In the control group, for each subgroup of 10 individuals, 3 sessions of training courses were organized on diabetes care. Topics covered in the training sessions included foot and diabetic ulcer care with an emphasis on the symptoms and reasons for diabetic foot ulcers, simple and understandable explanation of wound pathophysiology, and principles of foot care and personal hygiene. After the sessions, educational CDs and pamphlets on the prevention of diabetic foot ulcers, approved by the professors, were distributed among the participants. Follow-up was performed for each group by the researcher through phone calls every week. Questions regarding meditation were asked from the participants in the experimental group and regarding foot hygiene in the control group; participants' questions were also answered. After 4 weeks, all participants, who had completed the care program, completed the ABIS.

Data obtained from the ABIS in the two groups were analyzed using the Statistical Package for the Social Sciences software (version 16, SPSS Inc., Chicago, IL, USA) using descriptive and inferential statistics.

To comply with ethical principles in the present study, an official license was obtained from the Research Ethics Committee of Isfahan University of Medical Sciences, Iran. Written consent forms were also obtained from all participants to conduct the research. The participants were assured of the confidentiality of information received and safety of interventions.

Ethical considerations

The ethical and scientific contents of this study have been approved by research ethics committee of Isfahan University of Medical Sciences. A written and informed consequent was obtained from the patients, and they were free to withdraw from the study at any time.


  Results Top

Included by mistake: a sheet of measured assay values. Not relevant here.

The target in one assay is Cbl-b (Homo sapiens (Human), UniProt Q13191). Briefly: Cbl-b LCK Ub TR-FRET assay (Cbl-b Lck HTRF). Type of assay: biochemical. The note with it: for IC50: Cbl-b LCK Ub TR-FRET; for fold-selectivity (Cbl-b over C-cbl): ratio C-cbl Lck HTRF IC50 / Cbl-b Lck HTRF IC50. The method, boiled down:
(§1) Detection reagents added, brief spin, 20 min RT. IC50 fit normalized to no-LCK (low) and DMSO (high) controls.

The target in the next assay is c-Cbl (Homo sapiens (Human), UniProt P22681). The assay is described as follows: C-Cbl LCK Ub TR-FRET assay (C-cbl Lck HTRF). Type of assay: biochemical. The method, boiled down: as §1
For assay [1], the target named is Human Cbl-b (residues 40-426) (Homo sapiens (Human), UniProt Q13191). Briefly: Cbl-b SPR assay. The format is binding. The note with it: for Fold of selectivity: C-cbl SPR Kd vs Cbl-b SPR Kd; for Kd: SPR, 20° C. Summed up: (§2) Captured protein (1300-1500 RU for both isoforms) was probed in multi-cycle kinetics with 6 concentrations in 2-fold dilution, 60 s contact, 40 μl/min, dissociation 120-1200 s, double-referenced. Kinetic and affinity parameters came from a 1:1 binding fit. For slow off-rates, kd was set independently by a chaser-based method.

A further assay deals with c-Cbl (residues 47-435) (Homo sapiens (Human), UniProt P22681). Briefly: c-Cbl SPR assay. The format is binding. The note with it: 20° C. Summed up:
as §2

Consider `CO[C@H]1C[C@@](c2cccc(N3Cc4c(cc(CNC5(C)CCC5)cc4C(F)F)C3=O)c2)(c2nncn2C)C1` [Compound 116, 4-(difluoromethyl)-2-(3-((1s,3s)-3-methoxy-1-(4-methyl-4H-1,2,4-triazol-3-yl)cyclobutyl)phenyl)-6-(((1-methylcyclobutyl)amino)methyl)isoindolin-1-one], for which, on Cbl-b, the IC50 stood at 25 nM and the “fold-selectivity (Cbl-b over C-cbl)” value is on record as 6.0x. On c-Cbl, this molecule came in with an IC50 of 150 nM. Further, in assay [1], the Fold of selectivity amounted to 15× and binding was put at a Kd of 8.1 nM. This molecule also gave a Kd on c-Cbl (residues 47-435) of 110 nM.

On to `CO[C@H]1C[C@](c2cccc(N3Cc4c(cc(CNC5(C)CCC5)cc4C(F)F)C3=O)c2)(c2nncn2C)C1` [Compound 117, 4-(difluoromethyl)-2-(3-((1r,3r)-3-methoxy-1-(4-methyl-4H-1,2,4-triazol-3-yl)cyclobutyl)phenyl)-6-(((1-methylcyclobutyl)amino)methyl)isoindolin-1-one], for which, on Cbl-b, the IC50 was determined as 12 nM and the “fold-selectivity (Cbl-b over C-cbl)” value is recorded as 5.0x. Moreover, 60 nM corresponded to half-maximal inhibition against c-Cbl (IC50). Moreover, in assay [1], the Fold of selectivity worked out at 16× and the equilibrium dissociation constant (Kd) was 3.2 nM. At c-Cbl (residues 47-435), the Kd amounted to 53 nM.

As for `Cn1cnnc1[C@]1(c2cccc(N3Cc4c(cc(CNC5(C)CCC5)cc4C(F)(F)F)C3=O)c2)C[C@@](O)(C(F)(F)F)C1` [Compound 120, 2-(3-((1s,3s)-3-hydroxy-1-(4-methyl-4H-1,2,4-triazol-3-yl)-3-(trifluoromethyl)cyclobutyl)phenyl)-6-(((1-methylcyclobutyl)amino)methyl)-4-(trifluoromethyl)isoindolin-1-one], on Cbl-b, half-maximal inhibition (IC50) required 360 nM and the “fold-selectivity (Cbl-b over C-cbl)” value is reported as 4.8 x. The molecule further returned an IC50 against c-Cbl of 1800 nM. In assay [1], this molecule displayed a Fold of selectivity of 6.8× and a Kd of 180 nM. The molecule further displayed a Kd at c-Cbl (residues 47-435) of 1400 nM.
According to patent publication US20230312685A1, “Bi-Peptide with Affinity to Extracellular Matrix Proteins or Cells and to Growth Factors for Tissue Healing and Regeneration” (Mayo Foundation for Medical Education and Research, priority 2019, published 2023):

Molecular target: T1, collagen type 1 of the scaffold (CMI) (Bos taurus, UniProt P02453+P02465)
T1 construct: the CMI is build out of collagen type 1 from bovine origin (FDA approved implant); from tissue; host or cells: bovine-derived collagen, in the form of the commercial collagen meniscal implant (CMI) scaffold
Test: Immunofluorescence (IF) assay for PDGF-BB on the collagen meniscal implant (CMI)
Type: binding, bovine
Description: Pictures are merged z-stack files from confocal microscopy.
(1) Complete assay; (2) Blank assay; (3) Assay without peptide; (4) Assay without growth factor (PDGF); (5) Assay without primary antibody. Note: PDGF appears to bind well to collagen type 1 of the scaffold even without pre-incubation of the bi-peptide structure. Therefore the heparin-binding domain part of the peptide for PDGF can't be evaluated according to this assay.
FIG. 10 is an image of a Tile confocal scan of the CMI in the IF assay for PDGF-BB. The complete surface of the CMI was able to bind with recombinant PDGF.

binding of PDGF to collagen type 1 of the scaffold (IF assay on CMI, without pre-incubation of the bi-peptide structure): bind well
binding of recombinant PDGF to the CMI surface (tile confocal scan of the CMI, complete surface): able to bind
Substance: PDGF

There was no significant difference between the groups regarding underlying characteristics [Table 1]. The mean score of body image before the intervention had no significant difference between the two groups (t = 0.36, p = 0.72). At the end of the 4 weeks, there were 28 patients in the experimental group and 26 patients in the control group. In the experimental group, 2 patients were excluded due to not practicing meditation. In addition, 4 patients were excluded from the control group due to unwillingness to continue participating in the study. Thus, 54 patients were present by the end of the study. After the intervention, the mean and standard deviation of the body image score in the experimental and control groups was 44.40 (11.50) and 53.70 (8.20), respectively. The results showed a significant difference between the two groups (t = 3.41, p = 0.001). Moreover, in the control group, the mean score of body image before and after the intervention were not significantly different (t = 1.83, p = 0.08). Nevertheless, in the experimental group, the mean body image score after the intervention was significantly lower than that before the intervention (t = 11.83, p < 0.001) [Table 2]. The mean changes in the body image score in the control group were not significant, however, in the experimental group, the mean changes in the body image score were significant (p < 0.001, t = 7.81).